Searching further for any Lesieckis, I hit more jackpots. I had Mary’s birth record thanks to an exchange I had with the Sobeckis a few years ago (Mary was born 11 September 1825, the parish record from Wiorek is here if you would like it — LDS film #1191623). And because of this exchange, I had known her parents were Adalbertus Lesiecki and Barbara Nachengast (this surname seems to have some debate, whether it is Nachengast or Norhengast, but I am tending to Nachengast with how it has been indexed with Basia–I have not been able to transcribe the name well through Mary’s birth/baptismal record).

Because of this information, I was able to locate two siblings for Mary: Johann and Cunegunda, as well as have found strong evidence for a third sibling, Martin.

Johann was located through his death record which mentions his parents, Adalbertus and Barbara. He died 8 October 1883 in Wiorek. And here’s another kicker: his wife was a Marie Plenzler. I have not yet identified who this Marie Plenzler is. Going out on a limb, I’m going to throw out a theory that it’s very possible she is a sister to my 2nd g-grandfather, Jozef. Johann’s death was reported by a Marcin or Martin Lesiecki. Because Martin was the person who has reported the deaths of Barbara, and Johann, I am theorizing that he indeed is a brother to Mary. Johann’s death record is located here. Martin is someone that will need to be researched later. (The research never fails to provide more puzzles to solve!)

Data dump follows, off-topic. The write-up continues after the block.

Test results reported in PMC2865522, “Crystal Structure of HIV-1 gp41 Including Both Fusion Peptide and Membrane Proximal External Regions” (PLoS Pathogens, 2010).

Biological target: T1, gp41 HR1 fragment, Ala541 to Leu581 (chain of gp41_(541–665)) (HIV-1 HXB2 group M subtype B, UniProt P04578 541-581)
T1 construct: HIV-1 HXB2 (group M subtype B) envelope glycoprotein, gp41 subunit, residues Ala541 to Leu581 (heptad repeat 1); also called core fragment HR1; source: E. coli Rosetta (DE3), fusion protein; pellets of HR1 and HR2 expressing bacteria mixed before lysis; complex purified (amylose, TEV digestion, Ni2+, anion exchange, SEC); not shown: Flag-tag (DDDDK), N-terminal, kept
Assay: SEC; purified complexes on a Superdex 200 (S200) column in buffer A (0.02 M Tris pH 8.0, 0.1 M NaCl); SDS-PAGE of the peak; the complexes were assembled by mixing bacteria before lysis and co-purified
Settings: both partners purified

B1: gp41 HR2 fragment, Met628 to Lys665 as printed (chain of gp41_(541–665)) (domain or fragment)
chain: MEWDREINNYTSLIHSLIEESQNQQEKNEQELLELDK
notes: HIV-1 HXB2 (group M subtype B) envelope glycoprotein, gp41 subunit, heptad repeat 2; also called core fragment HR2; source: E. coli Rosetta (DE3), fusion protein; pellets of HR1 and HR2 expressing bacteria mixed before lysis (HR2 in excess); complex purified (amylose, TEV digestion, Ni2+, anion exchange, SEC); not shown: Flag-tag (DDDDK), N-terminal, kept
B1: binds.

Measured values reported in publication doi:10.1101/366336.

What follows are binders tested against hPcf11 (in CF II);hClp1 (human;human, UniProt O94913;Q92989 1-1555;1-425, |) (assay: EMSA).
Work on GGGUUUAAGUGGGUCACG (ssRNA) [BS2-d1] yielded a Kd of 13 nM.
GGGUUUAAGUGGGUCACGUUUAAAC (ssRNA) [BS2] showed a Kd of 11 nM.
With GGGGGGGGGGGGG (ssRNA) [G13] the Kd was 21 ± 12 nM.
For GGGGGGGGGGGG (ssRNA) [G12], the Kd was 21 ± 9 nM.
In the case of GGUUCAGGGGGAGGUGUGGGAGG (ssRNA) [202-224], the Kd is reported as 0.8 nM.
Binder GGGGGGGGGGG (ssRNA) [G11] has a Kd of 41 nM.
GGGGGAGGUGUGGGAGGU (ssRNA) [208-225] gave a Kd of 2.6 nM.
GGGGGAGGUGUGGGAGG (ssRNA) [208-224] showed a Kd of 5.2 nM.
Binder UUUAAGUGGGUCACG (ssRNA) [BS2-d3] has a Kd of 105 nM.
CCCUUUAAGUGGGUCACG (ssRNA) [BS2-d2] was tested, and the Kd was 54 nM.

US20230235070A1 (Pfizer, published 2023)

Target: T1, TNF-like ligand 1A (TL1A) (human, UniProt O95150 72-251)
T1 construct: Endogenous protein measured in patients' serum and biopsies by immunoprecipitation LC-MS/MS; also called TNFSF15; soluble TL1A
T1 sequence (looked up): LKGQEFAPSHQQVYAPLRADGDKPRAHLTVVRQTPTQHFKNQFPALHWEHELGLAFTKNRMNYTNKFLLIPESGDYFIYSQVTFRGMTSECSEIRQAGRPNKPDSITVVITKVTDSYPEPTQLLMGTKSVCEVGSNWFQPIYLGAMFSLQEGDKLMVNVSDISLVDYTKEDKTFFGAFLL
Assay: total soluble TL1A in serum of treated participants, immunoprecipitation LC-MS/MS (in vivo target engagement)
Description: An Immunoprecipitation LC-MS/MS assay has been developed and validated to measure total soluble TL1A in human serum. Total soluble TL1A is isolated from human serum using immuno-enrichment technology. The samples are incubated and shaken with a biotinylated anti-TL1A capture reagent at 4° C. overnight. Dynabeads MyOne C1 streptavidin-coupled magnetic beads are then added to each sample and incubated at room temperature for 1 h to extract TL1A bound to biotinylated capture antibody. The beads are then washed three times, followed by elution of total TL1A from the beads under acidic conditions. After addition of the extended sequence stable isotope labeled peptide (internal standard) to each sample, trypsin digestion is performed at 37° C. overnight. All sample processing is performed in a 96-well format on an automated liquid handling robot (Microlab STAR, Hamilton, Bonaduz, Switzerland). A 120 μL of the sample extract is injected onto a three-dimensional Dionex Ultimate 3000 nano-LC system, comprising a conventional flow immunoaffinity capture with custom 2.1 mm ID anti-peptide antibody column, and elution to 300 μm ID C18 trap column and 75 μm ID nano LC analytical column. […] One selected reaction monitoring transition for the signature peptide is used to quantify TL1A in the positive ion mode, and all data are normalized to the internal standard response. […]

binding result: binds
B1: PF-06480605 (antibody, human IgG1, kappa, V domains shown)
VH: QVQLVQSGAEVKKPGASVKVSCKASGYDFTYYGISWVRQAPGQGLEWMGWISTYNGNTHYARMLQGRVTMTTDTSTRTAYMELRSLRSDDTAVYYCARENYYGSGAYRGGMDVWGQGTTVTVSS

Cunegunda was a complete surprise. She also married a Plenzler. Cunegunda was married to a Bartholomeus Plenzler, whom I had previously identified as a brother to my 2nd great-grandfather. It seems as Batholomeus was married a total of three times! (He actually warrants another separate post on this.) I was able to identify through the Basia database that Cunegunda and Bartholomeus had at least one child together, Barbara. Barbara’s civil birth record is here. Cunegunda’s death record is here.

Finally, I was able to locate a death record for Barbara Nachengast Lesiecki. Barbara died 8 January 1879. The record is located here.

It seems that, while very slowly, Polish genealogical records are becoming more available for the cost of an internet connection. Add the Basia and Asia websites to your bookmarks if you’ve identified relatives from the Poznan region of Poland. I have located much more than what I’ve indicated here with just the Lesieckis–I was able to find more information on my Plenzler family, so maybe if I find more free time, I’ll be able to post on it. (Well, New Year is coming up and I don’t care to go out for New Year’s Eve…)

I hope you all have had a peaceful and beautiful Christmas and wish you a wonderful New Year!